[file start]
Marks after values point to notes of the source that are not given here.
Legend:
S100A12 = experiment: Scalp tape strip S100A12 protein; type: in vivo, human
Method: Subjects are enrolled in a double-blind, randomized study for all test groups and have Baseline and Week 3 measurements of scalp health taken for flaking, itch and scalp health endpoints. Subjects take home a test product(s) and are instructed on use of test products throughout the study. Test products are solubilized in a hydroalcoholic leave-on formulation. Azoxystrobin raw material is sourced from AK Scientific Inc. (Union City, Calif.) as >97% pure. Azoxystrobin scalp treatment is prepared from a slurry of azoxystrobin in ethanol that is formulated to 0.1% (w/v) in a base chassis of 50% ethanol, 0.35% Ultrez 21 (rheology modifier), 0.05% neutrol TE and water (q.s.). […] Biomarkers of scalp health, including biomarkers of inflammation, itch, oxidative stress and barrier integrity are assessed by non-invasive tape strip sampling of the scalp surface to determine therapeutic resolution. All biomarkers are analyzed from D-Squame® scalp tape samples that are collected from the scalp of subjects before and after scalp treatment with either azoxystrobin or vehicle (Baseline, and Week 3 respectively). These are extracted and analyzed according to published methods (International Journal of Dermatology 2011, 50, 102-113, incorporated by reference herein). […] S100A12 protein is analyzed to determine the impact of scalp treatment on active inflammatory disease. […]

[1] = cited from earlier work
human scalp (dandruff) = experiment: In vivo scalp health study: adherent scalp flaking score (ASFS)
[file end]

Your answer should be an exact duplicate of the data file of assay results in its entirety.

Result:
Marks after values point to notes of the source that are not given here.
Legend:
S100A12 = experiment: Scalp tape strip S100A12 protein; type: in vivo, human
Method: Subjects are enrolled in a double-blind, randomized study for all test groups and have Baseline and Week 3 measurements of scalp health taken for flaking, itch and scalp health endpoints. Subjects take home a test product(s) and are instructed on use of test products throughout the study. Test products are solubilized in a hydroalcoholic leave-on formulation. Azoxystrobin raw material is sourced from AK Scientific Inc. (Union City, Calif.) as >97% pure. Azoxystrobin scalp treatment is prepared from a slurry of azoxystrobin in ethanol that is formulated to 0.1% (w/v) in a base chassis of 50% ethanol, 0.35% Ultrez 21 (rheology modifier), 0.05% neutrol TE and water (q.s.). […] Biomarkers of scalp health, including biomarkers of inflammation, itch, oxidative stress and barrier integrity are assessed by non-invasive tape strip sampling of the scalp surface to determine therapeutic resolution. All biomarkers are analyzed from D-Squame® scalp tape samples that are collected from the scalp of subjects before and after scalp treatment with either azoxystrobin or vehicle (Baseline, and Week 3 respectively). These are extracted and analyzed according to published methods (International Journal of Dermatology 2011, 50, 102-113, incorporated by reference herein). […] S100A12 protein is analyzed to determine the impact of scalp treatment on active inflammatory disease. […]

[1] = cited from earlier work
human scalp (dandruff) = experiment: In vivo scalp health study: adherent scalp flaking score (ASFS)